I’ve set off to Manchester for the Labour party conference. I’ll be travelling there by train, and then on Thursday, I’ll stick my thumb out on the M6, and hitch-hike down to Birmingham, for the Conservative conference.
The Labour party conference is a bit of a get together, and to be honest, like many who attend I expect to be feeling and looking a bit rough by the time I try to hitch down to Birmingham.
But unlike the politicians, I won’t though be feeling rough because I’ve partaken in any of the hospitality events hosted at the conference. There will be no champagne or canapés for me, nor any of the other people I will be talking to whilst in Manchester, Birmingham, and later, Glasgow for the Lib Dem conference.
I, like tens of thousands of people, will be sleeping rough on the streets of these major cities. Whilst the party faithful inside slap the backs of the leaders that have led us, as one of the richest nations in the world, to one of the worst mental health care provisions in Europe, I’ll be talking to the people on the streets, who suffer under this woeful lack of leadership.
Particularly, I’ll be looking to speak to people who, like myself, are veterans of the armed forces, and suffer with mental illness.
I have bipolar disorder, although I prefer to call it manic depression, for reasons I go into on my regular blog. My illness first manifested itself during my time in Former Yugoslavia, although remained undiagnosed for 15 years. My genetic predisposition being triggered by the stresses of serving in a war zone.
Combat Stress, the charity for veterans of war, estimate that it takes on average 14 years for a serviceman with mental illness to be diagnosed post service, and last year, it was estimated that 9,000 ex-servicemen sleep rough on the streets of the UK.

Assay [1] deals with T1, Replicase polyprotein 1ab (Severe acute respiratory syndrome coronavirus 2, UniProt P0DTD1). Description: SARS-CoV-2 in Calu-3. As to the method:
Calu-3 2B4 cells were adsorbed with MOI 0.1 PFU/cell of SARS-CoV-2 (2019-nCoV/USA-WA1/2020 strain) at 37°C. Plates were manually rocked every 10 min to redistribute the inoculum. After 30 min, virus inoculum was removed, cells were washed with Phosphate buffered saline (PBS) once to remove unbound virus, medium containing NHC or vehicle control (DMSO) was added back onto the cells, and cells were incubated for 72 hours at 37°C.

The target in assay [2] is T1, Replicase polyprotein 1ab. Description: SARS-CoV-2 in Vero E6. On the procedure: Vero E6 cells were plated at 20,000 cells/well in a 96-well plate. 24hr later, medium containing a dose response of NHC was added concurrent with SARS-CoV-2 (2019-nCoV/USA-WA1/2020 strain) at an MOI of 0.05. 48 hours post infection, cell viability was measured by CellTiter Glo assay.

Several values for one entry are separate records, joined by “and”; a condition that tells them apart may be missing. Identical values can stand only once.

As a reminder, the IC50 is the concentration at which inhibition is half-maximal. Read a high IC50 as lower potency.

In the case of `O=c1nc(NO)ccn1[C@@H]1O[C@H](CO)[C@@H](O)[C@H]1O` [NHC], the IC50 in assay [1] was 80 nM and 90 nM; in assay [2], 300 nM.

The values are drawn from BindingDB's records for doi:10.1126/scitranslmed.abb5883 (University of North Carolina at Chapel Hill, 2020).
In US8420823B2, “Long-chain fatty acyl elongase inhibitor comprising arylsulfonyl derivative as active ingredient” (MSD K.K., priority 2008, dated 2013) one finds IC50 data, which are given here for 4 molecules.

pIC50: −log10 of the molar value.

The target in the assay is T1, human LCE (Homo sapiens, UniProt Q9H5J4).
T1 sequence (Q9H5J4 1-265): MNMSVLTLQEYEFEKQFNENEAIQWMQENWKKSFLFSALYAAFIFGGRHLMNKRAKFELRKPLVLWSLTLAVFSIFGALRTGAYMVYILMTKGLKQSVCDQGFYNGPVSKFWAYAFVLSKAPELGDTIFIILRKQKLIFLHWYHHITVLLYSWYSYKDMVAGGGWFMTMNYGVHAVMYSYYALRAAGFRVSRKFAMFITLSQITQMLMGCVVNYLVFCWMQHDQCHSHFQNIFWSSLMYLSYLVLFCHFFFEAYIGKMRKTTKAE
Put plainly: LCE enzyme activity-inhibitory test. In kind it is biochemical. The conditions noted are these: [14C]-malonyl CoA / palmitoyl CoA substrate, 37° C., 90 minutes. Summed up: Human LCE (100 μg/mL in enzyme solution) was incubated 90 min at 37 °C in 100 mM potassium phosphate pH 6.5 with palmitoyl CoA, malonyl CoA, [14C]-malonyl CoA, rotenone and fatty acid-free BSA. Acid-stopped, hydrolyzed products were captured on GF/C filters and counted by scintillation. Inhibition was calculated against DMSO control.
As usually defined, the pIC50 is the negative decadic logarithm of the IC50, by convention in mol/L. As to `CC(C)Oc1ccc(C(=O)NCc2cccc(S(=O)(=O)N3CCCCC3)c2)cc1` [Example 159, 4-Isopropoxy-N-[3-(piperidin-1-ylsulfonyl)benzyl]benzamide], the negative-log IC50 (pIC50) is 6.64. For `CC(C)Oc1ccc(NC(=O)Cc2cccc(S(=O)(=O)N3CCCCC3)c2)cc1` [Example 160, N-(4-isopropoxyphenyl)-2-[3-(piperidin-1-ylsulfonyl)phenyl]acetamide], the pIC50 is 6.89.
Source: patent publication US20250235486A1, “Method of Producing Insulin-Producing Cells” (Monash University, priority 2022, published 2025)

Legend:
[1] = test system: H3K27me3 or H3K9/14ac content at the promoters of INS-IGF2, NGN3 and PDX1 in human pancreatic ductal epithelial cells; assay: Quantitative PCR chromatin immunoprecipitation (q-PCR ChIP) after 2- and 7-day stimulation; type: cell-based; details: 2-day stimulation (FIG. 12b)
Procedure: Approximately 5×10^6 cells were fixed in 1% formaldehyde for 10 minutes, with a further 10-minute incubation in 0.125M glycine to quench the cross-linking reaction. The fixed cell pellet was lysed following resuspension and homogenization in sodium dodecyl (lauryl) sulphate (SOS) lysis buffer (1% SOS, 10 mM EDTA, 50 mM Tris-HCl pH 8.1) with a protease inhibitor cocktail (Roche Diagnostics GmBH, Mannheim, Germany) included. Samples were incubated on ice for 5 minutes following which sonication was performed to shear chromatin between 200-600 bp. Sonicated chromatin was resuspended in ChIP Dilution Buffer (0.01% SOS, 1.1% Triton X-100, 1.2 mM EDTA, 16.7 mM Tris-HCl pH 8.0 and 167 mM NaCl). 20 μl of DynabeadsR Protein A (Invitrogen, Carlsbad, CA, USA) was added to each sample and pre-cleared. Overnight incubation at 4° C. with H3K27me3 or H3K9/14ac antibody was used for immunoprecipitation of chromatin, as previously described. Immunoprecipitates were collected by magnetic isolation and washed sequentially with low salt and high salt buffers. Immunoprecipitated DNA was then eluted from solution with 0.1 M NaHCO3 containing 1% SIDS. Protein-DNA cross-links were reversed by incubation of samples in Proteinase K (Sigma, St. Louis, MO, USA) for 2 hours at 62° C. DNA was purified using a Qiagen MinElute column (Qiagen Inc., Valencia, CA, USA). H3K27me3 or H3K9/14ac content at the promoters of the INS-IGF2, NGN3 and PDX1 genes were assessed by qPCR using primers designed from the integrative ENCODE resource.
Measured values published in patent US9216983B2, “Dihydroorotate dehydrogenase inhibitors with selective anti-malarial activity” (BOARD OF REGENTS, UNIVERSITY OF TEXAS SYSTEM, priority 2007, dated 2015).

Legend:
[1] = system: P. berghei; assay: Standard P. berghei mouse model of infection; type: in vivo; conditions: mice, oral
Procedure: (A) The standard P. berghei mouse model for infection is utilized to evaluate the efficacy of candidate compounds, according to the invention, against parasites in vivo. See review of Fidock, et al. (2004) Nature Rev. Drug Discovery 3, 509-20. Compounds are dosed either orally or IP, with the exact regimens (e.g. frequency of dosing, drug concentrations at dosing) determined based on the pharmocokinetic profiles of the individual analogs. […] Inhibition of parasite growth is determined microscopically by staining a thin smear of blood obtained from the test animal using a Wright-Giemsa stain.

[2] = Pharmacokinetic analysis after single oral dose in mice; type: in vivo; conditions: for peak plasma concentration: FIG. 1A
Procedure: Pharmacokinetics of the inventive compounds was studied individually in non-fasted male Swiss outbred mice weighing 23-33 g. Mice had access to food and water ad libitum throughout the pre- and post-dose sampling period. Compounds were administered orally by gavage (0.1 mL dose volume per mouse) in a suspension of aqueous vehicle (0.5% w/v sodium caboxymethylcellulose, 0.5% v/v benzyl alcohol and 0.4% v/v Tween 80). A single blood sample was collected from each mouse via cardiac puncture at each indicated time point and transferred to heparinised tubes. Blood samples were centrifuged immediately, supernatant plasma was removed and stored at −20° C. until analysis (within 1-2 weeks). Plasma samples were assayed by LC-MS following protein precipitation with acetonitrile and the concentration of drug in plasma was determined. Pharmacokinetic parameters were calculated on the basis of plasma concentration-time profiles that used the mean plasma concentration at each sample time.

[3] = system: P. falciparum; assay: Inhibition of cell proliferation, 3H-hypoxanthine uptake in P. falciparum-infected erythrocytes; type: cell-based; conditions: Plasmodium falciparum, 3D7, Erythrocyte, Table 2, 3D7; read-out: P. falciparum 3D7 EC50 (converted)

As Ed Miliband makes his key note speech today, promising to raise the minimum wage to £8 per hour over the next five years, and hoping to make the NHS a key battling ground in the forthcoming election, I’ll be talking to the people most affected by the erosion of mental health services in the UK, both veterans and others. I’ll be asking about their experiences, and asking how they feel things can be improved.
As Ed, Dave and Nick battle it out for your vote, with a series of promises that it can get better, I’ll be asking the homeless people that I meet, why, after decades of promises from politicians that things will get better, things haven’t improved, and instead have worsened for them as individuals?
Yesterday evening, I said goodbye to my little girl for a couple of weeks. I know that there is a core difference between the real rough sleepers and me: I will be coming home at the end of the party conference season. I know that while I am away, my child will have a safe bed to sleep in, unlike the estimated 2,000 families who are living in bed and breakfast accommodation tonight, not knowing where they will be tomorrow.
So as you listen to the politicians telling you how things can only get better under their leadership, do take a moment to think about the people for whom it hasn’t got better. Think about their leadership, and whether you would want them in power, if you became mentally ill, as one in four people do at some point in their lives, or if you became one of the hundred thousand people in the UK who do not know where they are sleeping tonight.Reuse content